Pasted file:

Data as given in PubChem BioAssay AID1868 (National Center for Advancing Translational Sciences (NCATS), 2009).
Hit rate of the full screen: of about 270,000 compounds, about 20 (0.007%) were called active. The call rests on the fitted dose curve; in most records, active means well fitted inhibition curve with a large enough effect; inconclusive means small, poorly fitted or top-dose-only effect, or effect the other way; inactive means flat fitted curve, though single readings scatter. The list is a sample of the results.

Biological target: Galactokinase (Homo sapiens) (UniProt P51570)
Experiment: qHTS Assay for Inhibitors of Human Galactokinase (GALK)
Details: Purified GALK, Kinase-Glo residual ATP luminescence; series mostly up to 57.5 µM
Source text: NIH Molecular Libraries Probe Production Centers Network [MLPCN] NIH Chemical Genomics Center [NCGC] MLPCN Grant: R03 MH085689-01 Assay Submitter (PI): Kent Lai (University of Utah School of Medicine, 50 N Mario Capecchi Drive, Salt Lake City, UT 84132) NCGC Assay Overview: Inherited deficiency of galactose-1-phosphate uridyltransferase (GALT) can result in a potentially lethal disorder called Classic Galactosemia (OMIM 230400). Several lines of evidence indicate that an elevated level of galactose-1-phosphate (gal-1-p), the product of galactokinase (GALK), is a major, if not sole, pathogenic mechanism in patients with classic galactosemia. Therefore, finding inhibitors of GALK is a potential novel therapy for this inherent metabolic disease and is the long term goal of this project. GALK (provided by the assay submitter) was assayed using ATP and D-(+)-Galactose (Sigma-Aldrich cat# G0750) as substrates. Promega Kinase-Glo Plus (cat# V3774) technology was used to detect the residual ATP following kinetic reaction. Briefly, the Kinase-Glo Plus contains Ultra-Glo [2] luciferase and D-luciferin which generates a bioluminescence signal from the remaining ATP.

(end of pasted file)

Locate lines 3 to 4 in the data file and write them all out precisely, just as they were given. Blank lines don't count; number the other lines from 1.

Biological target: Galactokinase (Homo sapiens) (UniProt P51570)
Experiment: qHTS Assay for Inhibitors of Human Galactokinase (GALK)